Microsoft’s Office 365 suite of products provides an integrated set of tools for your entire company to collaborate, whether in the office, working from home, or at a customer site. Office 365 is more than just the desktop tools that people recognize (Excel, Word, and PowerPoint), it also includes things like Microsoft Teams (formerly Skype for Business) which provides voice, video, and desktop sharing both 1:1 and for small groups as well as discussion and chat features, OneDrive for storing and sharing files and Sharepoint for supporting team collaboration. What makes Office 365 a powerful tool for WFH is that the different pieces of the solution all work well together, across desktop and mobile devices.
Freshworks is a suite of cloud-based business solutions to support your various business processes. Offerings include things like Freshservice (ITSM), Freshteam (HRM), Freshdesk (customer support), and Freshsales (sales enablement). The offerings from Freshworks address the challenges of business process orchestration – routing work across a distributed team, tracking transactions through a workflow, and enabling process-centric team collaboration. In WFH situations, the more you can automate and orchestrate your business processes (think digital transformation), the more productive your remote employees will be.
LastPass is a password management system from LogMeIn (the makers of Go To Meeting). LastPass provides a centralized, secure password repository for your company to store and usernames/passwords and share them securely. A big problem with WFH setups is how to prevent end-user devices, text messages, and email from exposing sensitive system credentials with potential hackers. LastPass helps solve that problem. It also provides an easy to use way for employees to use strong passwords without having to remember all of them.
You can deploy and manage these services centrally, and the only thing your employees will need to add in is a reliable internet connection to their home office (some of these don’t work so well over dial-up). Top ISPs and mobile providers provide affordable residential broadband services, and most of your employees likely already have them set up.
A successful WFH program requires both companies and individuals to adjust their behavior and mindset to this new way of working. For companies, additional policies, processes, and IT systems may be necessary to give employees the capabilities they need to be successful in a WFH environment – either part-time or as a permanent arrangement. Employees need to develop a new set of work habits to be productive in a work from home environment, including having an appropriate workspace, establishing a routine, and putting additional focus on building/maintaining professional relationships. With the right planning and the right preparation, WFH can be a powerful tool to help companies address business disruptions like natural disasters and health crises, as well as develop a highly productive, engaged and resilient workforce.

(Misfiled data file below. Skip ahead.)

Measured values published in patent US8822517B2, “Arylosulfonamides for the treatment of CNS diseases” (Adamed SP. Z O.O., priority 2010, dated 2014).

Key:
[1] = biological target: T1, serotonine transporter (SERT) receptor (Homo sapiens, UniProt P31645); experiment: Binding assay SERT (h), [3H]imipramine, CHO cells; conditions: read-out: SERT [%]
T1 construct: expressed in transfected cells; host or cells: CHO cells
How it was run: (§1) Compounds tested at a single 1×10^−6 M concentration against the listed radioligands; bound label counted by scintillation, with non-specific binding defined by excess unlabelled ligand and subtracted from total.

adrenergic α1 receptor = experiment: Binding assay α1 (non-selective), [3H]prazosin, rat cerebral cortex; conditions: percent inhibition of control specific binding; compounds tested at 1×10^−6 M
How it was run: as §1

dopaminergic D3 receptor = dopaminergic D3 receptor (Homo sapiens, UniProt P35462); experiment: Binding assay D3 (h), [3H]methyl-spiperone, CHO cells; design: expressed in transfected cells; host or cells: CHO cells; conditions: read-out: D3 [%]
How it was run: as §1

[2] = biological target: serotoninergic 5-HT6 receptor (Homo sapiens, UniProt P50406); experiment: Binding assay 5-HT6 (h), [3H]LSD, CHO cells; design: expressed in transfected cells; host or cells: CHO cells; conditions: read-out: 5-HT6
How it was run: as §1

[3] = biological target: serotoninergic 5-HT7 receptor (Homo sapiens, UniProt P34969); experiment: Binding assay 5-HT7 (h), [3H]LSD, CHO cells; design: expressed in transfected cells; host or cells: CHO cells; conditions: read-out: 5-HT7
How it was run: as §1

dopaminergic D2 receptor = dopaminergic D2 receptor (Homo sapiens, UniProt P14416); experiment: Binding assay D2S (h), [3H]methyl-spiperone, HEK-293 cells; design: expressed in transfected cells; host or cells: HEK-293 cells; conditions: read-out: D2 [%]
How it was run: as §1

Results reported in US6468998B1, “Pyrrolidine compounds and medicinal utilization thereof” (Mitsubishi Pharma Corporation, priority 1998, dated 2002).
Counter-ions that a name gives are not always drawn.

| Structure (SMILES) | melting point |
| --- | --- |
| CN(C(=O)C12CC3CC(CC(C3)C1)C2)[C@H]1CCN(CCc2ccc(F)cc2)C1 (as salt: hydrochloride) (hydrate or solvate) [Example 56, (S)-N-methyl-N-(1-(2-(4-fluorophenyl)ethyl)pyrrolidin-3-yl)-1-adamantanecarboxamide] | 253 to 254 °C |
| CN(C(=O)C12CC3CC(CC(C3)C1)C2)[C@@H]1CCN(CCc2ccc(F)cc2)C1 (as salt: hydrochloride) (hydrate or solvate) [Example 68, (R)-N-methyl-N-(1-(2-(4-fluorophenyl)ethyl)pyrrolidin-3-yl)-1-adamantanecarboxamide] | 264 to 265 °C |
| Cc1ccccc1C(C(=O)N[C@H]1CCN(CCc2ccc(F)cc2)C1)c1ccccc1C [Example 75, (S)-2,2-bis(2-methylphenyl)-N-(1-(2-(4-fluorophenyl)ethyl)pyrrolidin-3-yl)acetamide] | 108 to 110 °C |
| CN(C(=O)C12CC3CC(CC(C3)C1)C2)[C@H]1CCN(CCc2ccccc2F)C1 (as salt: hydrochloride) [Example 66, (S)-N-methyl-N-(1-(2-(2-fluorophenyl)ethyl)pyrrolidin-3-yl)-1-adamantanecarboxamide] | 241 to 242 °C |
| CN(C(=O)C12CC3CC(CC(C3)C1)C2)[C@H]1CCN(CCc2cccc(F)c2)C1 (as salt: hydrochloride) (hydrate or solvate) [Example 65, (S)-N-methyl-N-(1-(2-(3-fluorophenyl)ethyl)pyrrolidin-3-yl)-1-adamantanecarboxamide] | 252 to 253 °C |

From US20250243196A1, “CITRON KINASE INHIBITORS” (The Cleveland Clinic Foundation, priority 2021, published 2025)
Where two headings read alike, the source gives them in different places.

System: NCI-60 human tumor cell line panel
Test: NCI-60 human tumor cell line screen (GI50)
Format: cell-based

WFH has become the go-to technique for organizations to build up a productive workforce that reaches past the physical walls of the company offices. WFH/remote workforce isn’t a new approach; employees, business owners, contractors, consultants have been doing this for years. 2020 is the tipping point year that working from home went from being a secondary approach to a mainstream capability for businesses of all sizes. Working from home (WFH) is a situation where employees perform work tasks remotely (from their home) instead of being physically present in a company office building. In a WFH setup, the employee typically has a dedicated home office workspace equipped with a computer. There are many reasons why companies may be having their employees work from home, ranging from participating in after-hours meetings with global clients/team members to accessing a distributed workforce to supporting company operations during a crisis. Employees that work from home often report higher company loyalty, job satisfaction, and morale because they are better positioned to maintain a healthy work/life balance.
Remote work collaboration is increasingly in demand. Freelancing, digital nomadism, and remote work, in general, have been on an upward trajectory for a few years
Digital Transformation – The Current Status. The COVID-19 pandemic is now a global crisis. Businesses all over the world were caught catching up when countries